The conventional wisdom is that younger doctors are more likely to use EMRs than their more senior counterparts--at least when the relative newcomers have a say in the buying decision. But does patient age matter when it comes to EMR adoption? A new survey seems to suggest just that.
In a survey of 1,000 U.S. adults conducted by GfK Roper Public Affairs & Media on behalf of EMR vendor Practice Fusion, nearly 53 percent of those over the age of 65 reported that their primary-care physicians kept records electronically of their last visit, compared to just 40 percent in the 24 to 34 age group. Overall, 48 percent of respondents said their primary-care physicians had EMRs, seemingly backing up estimates by the American Academy of Family Physicians, which has said for several years that perhaps half of all family practitioners were using EMRs.
Affluence also seems to play a role in adoption. For patients with annual incomes above $50,000, physician EMR use was 53 percent. Only 45 percent of those who make less than $20,000 a year reported that their doctors had EMRs, according to the survey.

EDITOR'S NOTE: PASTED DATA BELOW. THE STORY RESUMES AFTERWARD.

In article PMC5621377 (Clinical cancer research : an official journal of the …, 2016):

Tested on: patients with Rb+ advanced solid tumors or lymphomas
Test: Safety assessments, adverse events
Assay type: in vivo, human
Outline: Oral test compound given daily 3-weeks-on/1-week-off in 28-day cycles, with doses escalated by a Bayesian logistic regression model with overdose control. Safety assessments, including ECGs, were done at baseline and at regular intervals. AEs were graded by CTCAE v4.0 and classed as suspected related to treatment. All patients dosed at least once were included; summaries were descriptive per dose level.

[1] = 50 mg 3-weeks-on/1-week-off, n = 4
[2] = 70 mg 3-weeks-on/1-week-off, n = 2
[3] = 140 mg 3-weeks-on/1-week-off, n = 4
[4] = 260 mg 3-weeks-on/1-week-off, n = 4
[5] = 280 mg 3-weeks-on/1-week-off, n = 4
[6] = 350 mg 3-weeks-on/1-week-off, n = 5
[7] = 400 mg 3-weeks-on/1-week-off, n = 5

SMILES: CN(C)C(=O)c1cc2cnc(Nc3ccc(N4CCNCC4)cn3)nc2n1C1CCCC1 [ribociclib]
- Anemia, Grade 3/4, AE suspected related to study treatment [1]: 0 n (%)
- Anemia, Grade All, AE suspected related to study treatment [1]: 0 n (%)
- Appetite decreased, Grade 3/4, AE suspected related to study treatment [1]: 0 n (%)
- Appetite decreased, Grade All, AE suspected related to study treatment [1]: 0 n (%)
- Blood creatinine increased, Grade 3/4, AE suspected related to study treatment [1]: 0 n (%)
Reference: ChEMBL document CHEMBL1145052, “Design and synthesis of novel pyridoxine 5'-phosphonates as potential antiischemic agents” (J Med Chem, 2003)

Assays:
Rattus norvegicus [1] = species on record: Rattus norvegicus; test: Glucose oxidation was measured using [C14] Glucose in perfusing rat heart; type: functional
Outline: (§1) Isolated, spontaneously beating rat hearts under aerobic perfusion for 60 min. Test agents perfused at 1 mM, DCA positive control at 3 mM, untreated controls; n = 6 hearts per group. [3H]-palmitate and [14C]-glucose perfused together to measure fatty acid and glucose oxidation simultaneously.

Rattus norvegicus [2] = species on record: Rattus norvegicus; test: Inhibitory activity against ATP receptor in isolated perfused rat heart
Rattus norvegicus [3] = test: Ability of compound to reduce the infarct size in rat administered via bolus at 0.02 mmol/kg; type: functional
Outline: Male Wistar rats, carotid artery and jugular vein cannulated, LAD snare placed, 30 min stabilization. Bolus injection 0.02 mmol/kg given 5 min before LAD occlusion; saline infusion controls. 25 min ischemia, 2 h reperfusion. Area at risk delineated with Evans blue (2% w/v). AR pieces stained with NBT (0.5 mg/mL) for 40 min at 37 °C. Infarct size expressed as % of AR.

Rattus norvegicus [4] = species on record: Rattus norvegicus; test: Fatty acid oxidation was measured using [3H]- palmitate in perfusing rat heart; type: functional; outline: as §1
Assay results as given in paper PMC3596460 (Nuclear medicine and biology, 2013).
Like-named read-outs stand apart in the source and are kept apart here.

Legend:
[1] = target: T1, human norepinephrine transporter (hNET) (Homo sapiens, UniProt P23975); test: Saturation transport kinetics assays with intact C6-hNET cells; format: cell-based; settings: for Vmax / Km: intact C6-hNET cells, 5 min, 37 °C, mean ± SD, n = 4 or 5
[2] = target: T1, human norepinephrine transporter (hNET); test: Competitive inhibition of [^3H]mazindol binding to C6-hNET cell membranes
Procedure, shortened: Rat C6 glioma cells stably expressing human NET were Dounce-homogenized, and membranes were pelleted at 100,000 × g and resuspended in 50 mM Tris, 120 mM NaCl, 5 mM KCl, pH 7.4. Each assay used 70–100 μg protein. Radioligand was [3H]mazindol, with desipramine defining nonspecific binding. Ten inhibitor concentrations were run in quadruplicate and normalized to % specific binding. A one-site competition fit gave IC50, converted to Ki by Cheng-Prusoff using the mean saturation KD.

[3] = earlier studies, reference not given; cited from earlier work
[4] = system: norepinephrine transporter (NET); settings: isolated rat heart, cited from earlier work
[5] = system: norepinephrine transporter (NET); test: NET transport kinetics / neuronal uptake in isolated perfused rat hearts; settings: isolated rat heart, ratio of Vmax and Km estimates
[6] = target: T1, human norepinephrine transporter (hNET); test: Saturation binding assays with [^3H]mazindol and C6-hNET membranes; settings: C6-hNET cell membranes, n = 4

Among those whose physicians had EMRs, about 45 percent report that the switch from paper happened in the last two years.
The Practice Fusion report also suggests that the health IT industry has undergone rapid growth in the past year, adding 100,000 new jobs since the Feb. 17, 2009, signing of the American Recovery and Reinvestment Act. "I see the change in the exponential growth of our company. Doctors see it through the availability of innovative new technology. Educators see it through grants and the creation of new health IT courses. Patients see it in their doctor's office," Practice Fusion CEO Ryan Howard says in a company statement.